Carol Fleming:

Uh-huh.

Dan Akee:

-- have a different way of suffering in this war. We can't tell by right from the when we got into Marine Corps, all the way till we get discharge, there's a lot of things that we did, know. Some is saving another person's life. That's it.

Carol Fleming:

Well, I think you probably saved a lot of lives with what you did.

Dan Akee:

Well, it's knowing by now, here in the United State, that we save a lot of lives. Like, for example, there was a man by the name of Joe Kieyoomia, and he was a prisoner of war. He was not with the Marine Corps, but with the Army at -- at the Philippine around there. At the Bataan -- Bataan Death March, he was _______. But he was among those Death March, until they found there was a name, Joe Kieyoomia. Kieyoomia means in Japanese, was the light. So they know -- they notice and, they ask him, are you Japanese? No, I'm -- I'm Indian. American Indian, kept on saying. So they separate from him with the other people. Keeping. They -- well, you fighting against your own people, that's what they was his story. Until one day they kept him in prison, you know. Then one day they went over interpreter, his name was Japanese. His name was Kieyoomia, notice he heard us over the radio. And that's what they said, I bet that's one of the Indian that we heard over the radio, that voice. He didn't say Indian, but the voice. So -- so they took him over there to a big radio station, there he listen to. He said, I was really surprised to hear my own language -- my own language. The only thing is, it don't make sense to me what they using. The language they using is in code. That's what he said. And later on he was our special guest at Window Rock. And that's when he told us what happened. And he was thanking the Navajo code talker, thank you for us. That they could be Navajo because of your language. Then when a code talker said -- he said, that code was design -- design to save lives. That's what's his answer. So it's true, because he don't understand. He say, no, no. A person don't have a training, then he won't understand it.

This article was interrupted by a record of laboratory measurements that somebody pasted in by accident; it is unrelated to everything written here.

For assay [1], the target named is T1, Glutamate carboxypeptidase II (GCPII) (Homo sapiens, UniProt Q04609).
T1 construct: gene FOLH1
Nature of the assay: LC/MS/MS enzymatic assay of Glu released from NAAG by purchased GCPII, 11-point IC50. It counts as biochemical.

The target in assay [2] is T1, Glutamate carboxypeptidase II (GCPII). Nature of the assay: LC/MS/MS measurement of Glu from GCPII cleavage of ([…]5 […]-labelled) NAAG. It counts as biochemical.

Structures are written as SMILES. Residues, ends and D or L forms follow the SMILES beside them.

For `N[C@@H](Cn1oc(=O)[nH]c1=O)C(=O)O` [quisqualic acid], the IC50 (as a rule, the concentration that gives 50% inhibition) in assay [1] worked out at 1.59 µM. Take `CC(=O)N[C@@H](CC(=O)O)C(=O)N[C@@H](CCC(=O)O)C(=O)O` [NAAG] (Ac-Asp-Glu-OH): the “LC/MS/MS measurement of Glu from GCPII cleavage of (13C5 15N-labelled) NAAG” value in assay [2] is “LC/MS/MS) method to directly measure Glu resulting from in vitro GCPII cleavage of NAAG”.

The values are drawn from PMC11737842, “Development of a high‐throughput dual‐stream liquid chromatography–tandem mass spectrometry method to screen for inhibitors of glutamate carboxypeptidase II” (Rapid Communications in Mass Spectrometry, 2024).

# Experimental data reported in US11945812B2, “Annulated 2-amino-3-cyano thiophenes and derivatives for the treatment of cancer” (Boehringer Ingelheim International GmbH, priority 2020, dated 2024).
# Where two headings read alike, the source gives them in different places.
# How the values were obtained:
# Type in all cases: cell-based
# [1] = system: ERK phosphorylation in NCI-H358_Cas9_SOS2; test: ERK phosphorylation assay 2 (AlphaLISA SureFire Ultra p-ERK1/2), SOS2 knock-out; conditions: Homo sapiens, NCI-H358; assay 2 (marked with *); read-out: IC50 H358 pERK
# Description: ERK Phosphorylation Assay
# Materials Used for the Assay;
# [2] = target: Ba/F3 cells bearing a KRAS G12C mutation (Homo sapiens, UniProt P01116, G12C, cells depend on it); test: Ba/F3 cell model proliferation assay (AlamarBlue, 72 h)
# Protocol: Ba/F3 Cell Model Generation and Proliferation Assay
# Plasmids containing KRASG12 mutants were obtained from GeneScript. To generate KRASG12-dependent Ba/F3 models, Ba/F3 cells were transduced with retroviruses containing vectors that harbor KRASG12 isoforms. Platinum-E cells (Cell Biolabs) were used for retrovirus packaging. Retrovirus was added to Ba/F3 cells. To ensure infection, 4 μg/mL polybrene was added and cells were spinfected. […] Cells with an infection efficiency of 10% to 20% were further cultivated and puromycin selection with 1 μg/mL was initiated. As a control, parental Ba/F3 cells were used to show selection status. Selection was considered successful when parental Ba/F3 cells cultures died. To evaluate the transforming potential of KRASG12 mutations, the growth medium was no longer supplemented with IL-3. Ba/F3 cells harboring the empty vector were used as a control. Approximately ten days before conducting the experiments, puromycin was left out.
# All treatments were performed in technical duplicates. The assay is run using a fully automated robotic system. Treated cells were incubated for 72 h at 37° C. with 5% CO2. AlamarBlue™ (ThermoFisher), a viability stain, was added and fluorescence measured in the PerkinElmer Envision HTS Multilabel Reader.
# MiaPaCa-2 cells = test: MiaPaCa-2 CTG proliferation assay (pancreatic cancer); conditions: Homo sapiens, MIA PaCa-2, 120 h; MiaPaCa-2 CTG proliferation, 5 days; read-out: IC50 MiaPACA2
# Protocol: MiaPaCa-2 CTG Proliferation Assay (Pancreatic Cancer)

Carol Fleming:

Is there anything you'd like to say in closing? Any kind of special thing that you remember that you'd like to say?

Dan Akee:

Well, the only thing I would say is about us American Indian, that when there's a problem we're among them because with our code, that we're the first to be American. So we called then ourself as American Indian, know. You see, the United State we are proud that we have freedom here in United -- America, United State, and that's one of the important things that the government should know us by now. Sure, we've been treated -- know, during the Long Walk, they were glad because they were told that we are troublemaker and they make our great-great-grandparents to walk all the full summer.

Carol Fleming:

Uh-huh.

Dan Akee: